Zafigo’s Quick Guide to Amman for Women Travelling Alone or with Family and Friends
When I first went to the capital of Jordan, I immediately fell in love with the city the moment I was picked up from the airport although it was a 5AM arrival. The city was quiet and had not yet woken up then. It was my first time visiting the Mediterranean end of the Middle East, and I remember looking out to the landscape from the taxi window, wondering if it would really feel like how my Middle Eastern friends from the region described their home.
As a woman travelling alone, I felt generally safe wherever I went. Although I’ve left the city now for other opportunities, my heart remains there and I know I will return there again to live, someday. During my time there, I had many visitors pass through either to visit Amman, or tour the country and they all had something in common to say; Jordan is a country rich in history and culture, with awesome food and exceptionally friendly people. It’s remarkably liberal while simultaneously being respectful to tradition; a fine line that Jordan seems to walk effortlessly.
While Amman doesn’t have some of the dazzling, soaring architecture of its rising Middle Eastern contemporaries, its modernity is most palpable in the way of living, its culture of acceptance (with a caveat, more on this later), and it must be said, its respect for women. Women aren’t reminded of their gender nearly as frequently as they might be in some other parts of Asia, and for that itself, Jordan is entirely worth visiting.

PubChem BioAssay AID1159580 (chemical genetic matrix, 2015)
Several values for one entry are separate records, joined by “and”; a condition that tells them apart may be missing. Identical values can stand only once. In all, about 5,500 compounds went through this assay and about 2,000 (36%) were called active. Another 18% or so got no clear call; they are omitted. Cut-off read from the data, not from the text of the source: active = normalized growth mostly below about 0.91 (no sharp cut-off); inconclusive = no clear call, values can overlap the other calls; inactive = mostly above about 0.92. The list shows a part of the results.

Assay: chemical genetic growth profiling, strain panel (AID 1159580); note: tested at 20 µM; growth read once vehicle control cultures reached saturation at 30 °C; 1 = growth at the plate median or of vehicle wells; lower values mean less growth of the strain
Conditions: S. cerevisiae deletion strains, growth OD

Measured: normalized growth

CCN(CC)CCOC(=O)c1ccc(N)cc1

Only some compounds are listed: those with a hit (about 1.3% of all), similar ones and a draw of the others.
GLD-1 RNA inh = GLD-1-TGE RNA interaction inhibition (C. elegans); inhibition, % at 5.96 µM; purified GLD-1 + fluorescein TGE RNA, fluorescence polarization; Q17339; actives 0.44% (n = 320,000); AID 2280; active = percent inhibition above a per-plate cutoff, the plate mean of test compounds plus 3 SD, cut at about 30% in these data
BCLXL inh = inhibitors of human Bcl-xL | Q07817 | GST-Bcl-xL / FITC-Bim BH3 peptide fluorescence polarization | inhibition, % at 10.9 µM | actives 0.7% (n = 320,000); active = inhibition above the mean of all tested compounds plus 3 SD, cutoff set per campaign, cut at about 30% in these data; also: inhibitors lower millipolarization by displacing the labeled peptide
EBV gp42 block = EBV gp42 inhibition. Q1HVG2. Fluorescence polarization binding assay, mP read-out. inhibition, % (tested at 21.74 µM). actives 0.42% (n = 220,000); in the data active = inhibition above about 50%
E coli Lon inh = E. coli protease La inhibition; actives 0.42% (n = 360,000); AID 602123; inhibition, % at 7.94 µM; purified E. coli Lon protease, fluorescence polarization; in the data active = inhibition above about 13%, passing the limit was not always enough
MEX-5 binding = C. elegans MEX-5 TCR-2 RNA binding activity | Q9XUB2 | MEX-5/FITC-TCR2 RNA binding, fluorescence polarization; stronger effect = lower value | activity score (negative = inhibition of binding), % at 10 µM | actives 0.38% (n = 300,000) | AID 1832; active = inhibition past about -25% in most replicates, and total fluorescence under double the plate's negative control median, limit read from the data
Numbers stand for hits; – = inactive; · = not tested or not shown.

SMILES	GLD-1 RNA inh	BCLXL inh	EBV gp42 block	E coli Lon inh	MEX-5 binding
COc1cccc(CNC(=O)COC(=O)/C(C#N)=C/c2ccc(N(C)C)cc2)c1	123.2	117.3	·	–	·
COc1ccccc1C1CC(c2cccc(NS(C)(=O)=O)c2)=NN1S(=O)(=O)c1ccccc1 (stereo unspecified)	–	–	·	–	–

Here are some tips on making the most of Amman when you visit.
1. Best time to visit
The best time to visit Amman and Jordan in general is between March to September. In the summer, from June to August, the daytime temperature gets as high as 35° Celsius so light clothing is advisable. This period also tends to see sandstorms. It gets cooler from early September onwards with evening temperatures dipping to lows of 15° Celsius, so carry a cardigan or light jacket with you. A shawl is always a good handy item too, in case some places women are expected to cover up (such as at mosques and such). Even though Jordan has typical desert weather, there’s rainfall from November to February, with December being the wettest month.
Ramadhan, a holy month for Muslims that falls on a different calendar month each year, is a quiet time to visit. Most places are closed during the day — with extended opening hours at night — and no one is allowed to eat in public. Depending on your inclination, it is advisable to avoid visiting Jordan during this month.
2. Quick facts
Jordan’s working week is from Sunday to Thursday, and their weekends are on Friday and Saturday. Friday is a special day due to Friday prayers, and shops tend to open in the second half of the day (as do even some shopping malls). The city is busy during the day, but is positively bustling at night. Factor in travel time when getting from Point A to Point B; traffic can build up, and this is especially true in the tourist-heavy months as the city sees a visible increase in density.
General working hours are from 8AM to 5PM, with shorter working hours during Ramadhan. Each Jordanian Dinar (JOD) is worth approximately USD1.40.
3. Best neighbourhoods